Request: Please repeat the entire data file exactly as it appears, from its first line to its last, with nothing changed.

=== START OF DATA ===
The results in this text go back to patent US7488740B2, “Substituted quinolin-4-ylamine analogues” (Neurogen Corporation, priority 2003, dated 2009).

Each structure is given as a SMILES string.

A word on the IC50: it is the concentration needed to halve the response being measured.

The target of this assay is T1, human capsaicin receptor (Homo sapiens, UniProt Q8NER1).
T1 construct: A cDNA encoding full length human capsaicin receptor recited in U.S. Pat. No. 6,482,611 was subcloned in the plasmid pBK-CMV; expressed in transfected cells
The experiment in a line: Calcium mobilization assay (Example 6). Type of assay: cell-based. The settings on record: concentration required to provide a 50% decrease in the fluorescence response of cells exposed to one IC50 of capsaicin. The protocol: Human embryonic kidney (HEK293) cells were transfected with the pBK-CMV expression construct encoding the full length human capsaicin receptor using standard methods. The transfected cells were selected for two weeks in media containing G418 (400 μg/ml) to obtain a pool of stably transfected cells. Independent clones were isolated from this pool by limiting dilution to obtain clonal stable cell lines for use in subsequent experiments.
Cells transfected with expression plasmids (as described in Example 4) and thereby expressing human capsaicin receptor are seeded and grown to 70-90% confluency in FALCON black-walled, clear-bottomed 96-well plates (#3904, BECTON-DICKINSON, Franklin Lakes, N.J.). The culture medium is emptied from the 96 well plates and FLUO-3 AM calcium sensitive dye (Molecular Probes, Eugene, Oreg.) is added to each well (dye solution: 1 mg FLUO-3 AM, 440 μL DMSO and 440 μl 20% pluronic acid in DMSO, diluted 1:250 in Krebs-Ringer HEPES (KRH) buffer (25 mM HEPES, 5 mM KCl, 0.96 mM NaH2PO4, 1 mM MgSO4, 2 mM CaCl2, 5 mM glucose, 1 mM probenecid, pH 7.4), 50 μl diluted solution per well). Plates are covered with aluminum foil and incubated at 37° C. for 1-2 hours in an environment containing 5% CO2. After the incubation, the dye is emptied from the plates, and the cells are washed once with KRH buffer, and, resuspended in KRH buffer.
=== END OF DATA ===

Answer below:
The results in this text go back to patent US7488740B2, “Substituted quinolin-4-ylamine analogues” (Neurogen Corporation, priority 2003, dated 2009).

Each structure is given as a SMILES string.

A word on the IC50: it is the concentration needed to halve the response being measured.

The target of this assay is T1, human capsaicin receptor (Homo sapiens, UniProt Q8NER1).
T1 construct: A cDNA encoding full length human capsaicin receptor recited in U.S. Pat. No. 6,482,611 was subcloned in the plasmid pBK-CMV; expressed in transfected cells
The experiment in a line: Calcium mobilization assay (Example 6). Type of assay: cell-based. The settings on record: concentration required to provide a 50% decrease in the fluorescence response of cells exposed to one IC50 of capsaicin. The protocol: Human embryonic kidney (HEK293) cells were transfected with the pBK-CMV expression construct encoding the full length human capsaicin receptor using standard methods. The transfected cells were selected for two weeks in media containing G418 (400 μg/ml) to obtain a pool of stably transfected cells. Independent clones were isolated from this pool by limiting dilution to obtain clonal stable cell lines for use in subsequent experiments.
Cells transfected with expression plasmids (as described in Example 4) and thereby expressing human capsaicin receptor are seeded and grown to 70-90% confluency in FALCON black-walled, clear-bottomed 96-well plates (#3904, BECTON-DICKINSON, Franklin Lakes, N.J.). The culture medium is emptied from the 96 well plates and FLUO-3 AM calcium sensitive dye (Molecular Probes, Eugene, Oreg.) is added to each well (dye solution: 1 mg FLUO-3 AM, 440 μL DMSO and 440 μl 20% pluronic acid in DMSO, diluted 1:250 in Krebs-Ringer HEPES (KRH) buffer (25 mM HEPES, 5 mM KCl, 0.96 mM NaH2PO4, 1 mM MgSO4, 2 mM CaCl2, 5 mM glucose, 1 mM probenecid, pH 7.4), 50 μl diluted solution per well). Plates are covered with aluminum foil and incubated at 37° C. for 1-2 hours in an environment containing 5% CO2. After the incubation, the dye is emptied from the plates, and the cells are washed once with KRH buffer, and, resuspended in KRH buffer.